There’s something sweet in San Francisco…
When planning what we wanted to see and do in San Francisco I knew there was one place we couldn’t possibly miss.
I’d read about Mr Holmes Bakehouse and the Instagram-worthy wall and tasty treats were more than enough to entice me.
We made it our first stop of the day to fuel up for a slow crawl through the prettiest bits of San Francisco.
Suitably stuffed we headed to the ‘most crooked street in the world’.
With 8 hairpin turns this one block section of Lombard street is one of San Francisco’s most famous sights. In lieu of waiting in an agonizing line of cars to crawl down the street at less than 1 mile an hour we parked at the top and made our way down on foot.
After picking out my house (the delightful blue bombshell below) and marvelling at the man-made wonder we started the climb back to the car.
From Lombard Street we went to the Marina area, enjoying the relative tourist-free calm and pretty coloured houses.
I think this one suits me best.
After a quick stop at the Palace of Fine Arts we went to visit San Francisco’s most famous residents.
The Painted Ladies!
(This is not an ad but definitely #ImWithHer)
Truthfully? They were smaller than I thought they’d be! Still, it was a treat to see them in person and they whet my appetite for gorgeous Victorian and Edwardian houses.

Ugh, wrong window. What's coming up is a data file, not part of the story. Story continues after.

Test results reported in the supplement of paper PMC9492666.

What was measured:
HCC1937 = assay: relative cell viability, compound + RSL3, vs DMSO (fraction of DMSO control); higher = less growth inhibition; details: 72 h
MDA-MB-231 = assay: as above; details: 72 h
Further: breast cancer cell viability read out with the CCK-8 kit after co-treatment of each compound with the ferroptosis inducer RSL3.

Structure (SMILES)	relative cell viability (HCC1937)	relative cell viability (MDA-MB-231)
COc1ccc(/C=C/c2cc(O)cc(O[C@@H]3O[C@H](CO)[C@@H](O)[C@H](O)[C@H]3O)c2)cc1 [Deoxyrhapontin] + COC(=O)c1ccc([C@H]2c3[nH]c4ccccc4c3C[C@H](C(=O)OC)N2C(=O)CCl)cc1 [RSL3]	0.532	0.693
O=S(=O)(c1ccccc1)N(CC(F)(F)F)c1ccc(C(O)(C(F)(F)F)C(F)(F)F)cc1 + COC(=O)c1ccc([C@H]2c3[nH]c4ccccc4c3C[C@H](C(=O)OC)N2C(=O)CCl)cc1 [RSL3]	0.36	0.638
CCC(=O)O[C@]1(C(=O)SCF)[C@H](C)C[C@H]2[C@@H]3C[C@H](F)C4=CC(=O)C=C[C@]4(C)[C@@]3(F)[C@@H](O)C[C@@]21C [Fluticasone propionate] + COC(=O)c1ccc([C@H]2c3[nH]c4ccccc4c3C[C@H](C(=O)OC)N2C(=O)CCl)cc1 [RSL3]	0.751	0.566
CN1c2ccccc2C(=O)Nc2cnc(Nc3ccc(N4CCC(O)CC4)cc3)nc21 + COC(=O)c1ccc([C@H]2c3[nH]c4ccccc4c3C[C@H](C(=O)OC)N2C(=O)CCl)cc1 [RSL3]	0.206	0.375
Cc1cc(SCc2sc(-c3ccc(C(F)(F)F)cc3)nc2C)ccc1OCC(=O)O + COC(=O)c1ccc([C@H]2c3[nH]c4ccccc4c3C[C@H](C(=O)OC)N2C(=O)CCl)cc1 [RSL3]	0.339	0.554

Thankfully there are plenty to choose from in San Fran, especially in the glorious hamlet of Haight-Ashbury.
Named for the intersection of Haight and Ashbury Streets the neighbourhood is known as the birthplace of hippie counterculture.
The detail is absolutely incredible and I could easily have wandered for hours up and down the streets.
Eventually we dragged ourselves away as we had dinner plans in San Jose and a date with history first.
After fighting our way through the traffic we arrived at the Winchester Mystery House in downtown San Jose.
Having never heard of it before we came across a little blurb about it in our guidebook while making plans back in Napa and it was enough to seriously pique our interest.
The Winchester Mystery House mansion was once the personal home of Sarah Winchester, the widow of the Winchester gun magnate and it’s famous for its architectural curiosities and complete lack of a master building plan.
Construction commenced in 1884 and continued until Mrs Winchester’s death in 1922. It’s said that a psychic told her she would be haunted if she ever completed construction so she just kept going, asking for new additions and changes on an ongoing basis. Makes sense, I guess?
This has led to some…interesting quirks. Doors and windows that go to nowhere, staircases that rise 20-odd steps to cover a height of only nine feet and rooms built on top of rooms in a manner that completely confuses any sense of direction. Unfortunately pictures aren’t allowed inside so you’ll just have to believe me when I say it was more than a little odd!
After only a few minutes in the house we had literally no idea how to get back to where we started and so we stuck close to the guide. (It was also worth it to keep close as there was a strange love story happening between the 50-year-old, 4’9″ guide and a 20-something 6’2″ guy. Suddenly there were in jokes! And high fives! It was all very confusing but we couldn’t look away…)
Like Hearst Castle it wasn’t on our original plan but, like the castle, I’m so glad we decided to give it a try! Even if you can’t make it to San Jose it’s worth a poke around the website.
Great things happen when you don’t make plans!